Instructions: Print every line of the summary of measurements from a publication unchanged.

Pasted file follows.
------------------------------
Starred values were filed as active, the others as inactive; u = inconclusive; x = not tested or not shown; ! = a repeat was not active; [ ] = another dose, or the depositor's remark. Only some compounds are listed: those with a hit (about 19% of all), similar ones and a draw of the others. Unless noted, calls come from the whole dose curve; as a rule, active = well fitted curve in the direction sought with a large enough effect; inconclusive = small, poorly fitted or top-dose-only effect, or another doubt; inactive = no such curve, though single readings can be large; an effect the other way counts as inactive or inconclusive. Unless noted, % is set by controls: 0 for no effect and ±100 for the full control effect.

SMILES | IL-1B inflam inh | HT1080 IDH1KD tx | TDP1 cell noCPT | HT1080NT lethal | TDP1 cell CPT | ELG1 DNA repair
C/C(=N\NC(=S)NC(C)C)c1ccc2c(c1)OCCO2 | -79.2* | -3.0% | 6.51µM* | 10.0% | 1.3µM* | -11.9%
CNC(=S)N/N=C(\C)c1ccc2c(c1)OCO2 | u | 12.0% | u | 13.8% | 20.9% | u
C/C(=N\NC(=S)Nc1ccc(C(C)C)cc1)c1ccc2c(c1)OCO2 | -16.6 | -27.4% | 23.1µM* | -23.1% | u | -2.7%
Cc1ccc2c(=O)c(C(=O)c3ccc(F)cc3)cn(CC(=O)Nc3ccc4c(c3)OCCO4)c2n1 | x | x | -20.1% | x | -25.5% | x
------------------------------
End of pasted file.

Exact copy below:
Starred values were filed as active, the others as inactive; u = inconclusive; x = not tested or not shown; ! = a repeat was not active; [ ] = another dose, or the depositor's remark. Only some compounds are listed: those with a hit (about 19% of all), similar ones and a draw of the others. Unless noted, calls come from the whole dose curve; as a rule, active = well fitted curve in the direction sought with a large enough effect; inconclusive = small, poorly fitted or top-dose-only effect, or another doubt; inactive = no such curve, though single readings can be large; an effect the other way counts as inactive or inconclusive. Unless noted, % is set by controls: 0 for no effect and ±100 for the full control effect.

SMILES | IL-1B inflam inh | HT1080 IDH1KD tx | TDP1 cell noCPT | HT1080NT lethal | TDP1 cell CPT | ELG1 DNA repair
C/C(=N\NC(=S)NC(C)C)c1ccc2c(c1)OCCO2 | -79.2* | -3.0% | 6.51µM* | 10.0% | 1.3µM* | -11.9%
CNC(=S)N/N=C(\C)c1ccc2c(c1)OCO2 | u | 12.0% | u | 13.8% | 20.9% | u
C/C(=N\NC(=S)Nc1ccc(C(C)C)cc1)c1ccc2c(c1)OCO2 | -16.6 | -27.4% | 23.1µM* | -23.1% | u | -2.7%
Cc1ccc2c(=O)c(C(=O)c3ccc(F)cc3)cn(CC(=O)Nc3ccc4c(c3)OCCO4)c2n1 | x | x | -20.1% | x | -25.5% | x